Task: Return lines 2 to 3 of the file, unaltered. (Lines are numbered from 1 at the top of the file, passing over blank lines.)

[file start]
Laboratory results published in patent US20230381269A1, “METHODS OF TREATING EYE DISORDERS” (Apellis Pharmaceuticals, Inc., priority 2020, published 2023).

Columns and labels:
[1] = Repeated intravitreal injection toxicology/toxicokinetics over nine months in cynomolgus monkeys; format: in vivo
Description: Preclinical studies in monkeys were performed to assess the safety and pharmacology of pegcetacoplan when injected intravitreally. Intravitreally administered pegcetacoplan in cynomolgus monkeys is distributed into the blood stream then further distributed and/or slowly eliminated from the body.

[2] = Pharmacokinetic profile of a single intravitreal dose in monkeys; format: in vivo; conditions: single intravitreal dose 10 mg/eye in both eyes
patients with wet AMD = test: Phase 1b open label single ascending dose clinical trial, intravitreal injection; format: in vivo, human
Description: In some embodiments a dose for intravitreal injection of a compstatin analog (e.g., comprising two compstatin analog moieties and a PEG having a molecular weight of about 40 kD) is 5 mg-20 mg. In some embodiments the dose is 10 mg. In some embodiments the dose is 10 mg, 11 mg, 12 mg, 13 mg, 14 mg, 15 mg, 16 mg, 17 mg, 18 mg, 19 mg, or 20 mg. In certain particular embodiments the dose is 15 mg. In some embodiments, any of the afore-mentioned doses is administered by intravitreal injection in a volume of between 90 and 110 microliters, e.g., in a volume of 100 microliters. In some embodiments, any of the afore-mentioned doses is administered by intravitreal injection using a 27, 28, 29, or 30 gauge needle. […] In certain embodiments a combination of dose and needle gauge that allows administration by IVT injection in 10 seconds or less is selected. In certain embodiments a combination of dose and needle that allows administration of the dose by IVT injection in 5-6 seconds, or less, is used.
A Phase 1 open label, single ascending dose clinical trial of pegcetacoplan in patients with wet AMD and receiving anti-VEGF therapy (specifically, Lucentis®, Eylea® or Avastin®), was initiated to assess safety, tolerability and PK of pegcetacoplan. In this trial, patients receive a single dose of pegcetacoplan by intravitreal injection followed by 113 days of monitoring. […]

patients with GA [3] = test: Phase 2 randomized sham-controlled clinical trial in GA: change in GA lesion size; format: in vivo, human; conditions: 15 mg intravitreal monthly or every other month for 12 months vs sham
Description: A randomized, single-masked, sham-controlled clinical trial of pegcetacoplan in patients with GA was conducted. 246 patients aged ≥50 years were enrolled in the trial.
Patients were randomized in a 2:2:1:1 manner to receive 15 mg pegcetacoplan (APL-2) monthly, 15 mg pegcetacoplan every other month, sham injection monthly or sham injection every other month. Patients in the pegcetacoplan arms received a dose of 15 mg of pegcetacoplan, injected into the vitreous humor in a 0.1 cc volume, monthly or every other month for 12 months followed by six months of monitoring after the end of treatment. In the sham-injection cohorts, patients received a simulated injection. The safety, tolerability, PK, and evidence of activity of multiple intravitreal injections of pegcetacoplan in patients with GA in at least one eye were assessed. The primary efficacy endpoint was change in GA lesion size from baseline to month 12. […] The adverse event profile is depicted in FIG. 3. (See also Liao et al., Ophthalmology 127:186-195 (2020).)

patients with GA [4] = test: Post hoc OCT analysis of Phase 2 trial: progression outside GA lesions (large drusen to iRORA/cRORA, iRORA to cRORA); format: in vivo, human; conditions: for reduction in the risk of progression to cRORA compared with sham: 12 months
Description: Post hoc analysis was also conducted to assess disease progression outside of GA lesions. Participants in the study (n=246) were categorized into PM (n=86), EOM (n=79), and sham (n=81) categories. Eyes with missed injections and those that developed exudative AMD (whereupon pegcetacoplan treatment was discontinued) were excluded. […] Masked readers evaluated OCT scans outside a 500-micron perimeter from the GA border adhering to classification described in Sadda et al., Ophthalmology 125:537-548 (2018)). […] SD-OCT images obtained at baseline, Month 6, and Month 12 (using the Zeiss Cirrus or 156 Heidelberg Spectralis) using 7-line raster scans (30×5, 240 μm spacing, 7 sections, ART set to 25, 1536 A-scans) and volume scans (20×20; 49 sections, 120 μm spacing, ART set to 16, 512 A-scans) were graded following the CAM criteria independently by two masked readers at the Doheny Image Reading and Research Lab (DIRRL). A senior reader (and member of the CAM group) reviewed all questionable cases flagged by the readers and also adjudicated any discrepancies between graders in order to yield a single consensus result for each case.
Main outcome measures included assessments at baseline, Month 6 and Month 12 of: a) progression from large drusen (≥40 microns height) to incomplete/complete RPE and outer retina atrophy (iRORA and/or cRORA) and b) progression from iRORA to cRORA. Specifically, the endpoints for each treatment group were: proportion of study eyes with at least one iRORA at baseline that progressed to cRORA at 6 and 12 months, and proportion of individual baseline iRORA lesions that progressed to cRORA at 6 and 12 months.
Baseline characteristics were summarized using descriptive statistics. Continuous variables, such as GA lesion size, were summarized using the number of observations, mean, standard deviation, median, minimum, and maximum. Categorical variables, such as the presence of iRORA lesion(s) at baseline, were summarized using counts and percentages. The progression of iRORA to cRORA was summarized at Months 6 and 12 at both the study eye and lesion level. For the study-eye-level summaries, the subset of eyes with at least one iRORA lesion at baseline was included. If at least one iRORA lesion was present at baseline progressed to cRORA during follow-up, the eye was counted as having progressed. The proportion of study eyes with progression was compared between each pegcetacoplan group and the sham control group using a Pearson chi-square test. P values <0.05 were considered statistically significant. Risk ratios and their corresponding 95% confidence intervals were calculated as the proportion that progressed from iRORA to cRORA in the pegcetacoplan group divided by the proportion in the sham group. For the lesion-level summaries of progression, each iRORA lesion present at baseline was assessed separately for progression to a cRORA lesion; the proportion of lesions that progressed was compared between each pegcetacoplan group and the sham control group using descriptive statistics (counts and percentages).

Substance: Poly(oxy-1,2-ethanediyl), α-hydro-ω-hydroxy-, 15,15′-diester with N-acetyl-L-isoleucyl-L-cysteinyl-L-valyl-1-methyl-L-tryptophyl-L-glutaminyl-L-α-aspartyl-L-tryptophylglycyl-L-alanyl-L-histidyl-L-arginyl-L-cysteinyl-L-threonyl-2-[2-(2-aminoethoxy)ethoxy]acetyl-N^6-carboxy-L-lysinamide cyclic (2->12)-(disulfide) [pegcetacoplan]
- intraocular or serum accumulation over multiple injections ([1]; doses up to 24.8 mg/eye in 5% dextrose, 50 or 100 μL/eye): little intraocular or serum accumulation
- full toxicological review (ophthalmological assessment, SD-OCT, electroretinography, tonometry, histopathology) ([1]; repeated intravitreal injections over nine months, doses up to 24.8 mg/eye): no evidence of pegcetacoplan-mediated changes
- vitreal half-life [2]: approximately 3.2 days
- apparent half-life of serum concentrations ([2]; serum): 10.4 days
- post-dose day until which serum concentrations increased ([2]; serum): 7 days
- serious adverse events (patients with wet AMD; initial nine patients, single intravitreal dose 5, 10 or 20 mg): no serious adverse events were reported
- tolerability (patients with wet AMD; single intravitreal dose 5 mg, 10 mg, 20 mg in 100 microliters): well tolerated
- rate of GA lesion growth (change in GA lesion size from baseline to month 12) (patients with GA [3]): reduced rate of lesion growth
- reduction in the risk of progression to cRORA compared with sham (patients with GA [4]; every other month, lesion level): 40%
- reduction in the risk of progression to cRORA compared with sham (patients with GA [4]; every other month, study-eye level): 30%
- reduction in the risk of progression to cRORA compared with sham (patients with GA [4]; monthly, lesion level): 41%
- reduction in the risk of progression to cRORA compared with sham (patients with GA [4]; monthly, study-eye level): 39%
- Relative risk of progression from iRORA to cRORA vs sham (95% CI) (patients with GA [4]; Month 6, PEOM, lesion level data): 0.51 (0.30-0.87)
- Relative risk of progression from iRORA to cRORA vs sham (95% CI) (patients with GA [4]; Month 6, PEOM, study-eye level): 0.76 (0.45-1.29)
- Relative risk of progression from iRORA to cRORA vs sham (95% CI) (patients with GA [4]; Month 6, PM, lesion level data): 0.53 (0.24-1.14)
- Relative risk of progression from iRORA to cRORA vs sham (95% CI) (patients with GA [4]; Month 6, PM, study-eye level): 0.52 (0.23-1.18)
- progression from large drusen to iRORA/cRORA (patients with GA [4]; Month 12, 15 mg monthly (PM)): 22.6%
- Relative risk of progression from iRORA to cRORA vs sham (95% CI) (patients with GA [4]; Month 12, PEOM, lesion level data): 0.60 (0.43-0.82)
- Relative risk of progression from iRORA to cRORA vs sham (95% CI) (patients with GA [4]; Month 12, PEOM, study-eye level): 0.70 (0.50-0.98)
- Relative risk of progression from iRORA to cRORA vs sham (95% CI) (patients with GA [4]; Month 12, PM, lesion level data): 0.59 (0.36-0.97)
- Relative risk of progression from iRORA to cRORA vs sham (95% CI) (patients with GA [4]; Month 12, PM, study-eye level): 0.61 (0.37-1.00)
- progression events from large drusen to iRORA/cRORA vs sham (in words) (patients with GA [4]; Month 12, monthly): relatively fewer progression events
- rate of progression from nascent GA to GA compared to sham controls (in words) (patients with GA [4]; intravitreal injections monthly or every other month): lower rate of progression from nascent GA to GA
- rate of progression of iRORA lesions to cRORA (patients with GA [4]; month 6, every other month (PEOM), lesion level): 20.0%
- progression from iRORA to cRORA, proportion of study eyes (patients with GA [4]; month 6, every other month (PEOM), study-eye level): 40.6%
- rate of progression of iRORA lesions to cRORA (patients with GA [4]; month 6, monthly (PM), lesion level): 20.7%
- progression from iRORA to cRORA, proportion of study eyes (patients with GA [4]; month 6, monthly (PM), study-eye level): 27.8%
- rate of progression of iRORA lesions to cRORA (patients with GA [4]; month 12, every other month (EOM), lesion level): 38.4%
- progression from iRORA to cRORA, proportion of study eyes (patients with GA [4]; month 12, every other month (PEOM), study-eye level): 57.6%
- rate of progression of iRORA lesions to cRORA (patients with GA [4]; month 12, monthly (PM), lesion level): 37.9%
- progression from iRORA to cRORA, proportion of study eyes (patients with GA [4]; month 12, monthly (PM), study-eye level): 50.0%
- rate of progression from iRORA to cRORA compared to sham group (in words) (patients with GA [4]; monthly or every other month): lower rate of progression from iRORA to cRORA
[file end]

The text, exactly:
Columns and labels:
[1] = Repeated intravitreal injection toxicology/toxicokinetics over nine months in cynomolgus monkeys; format: in vivo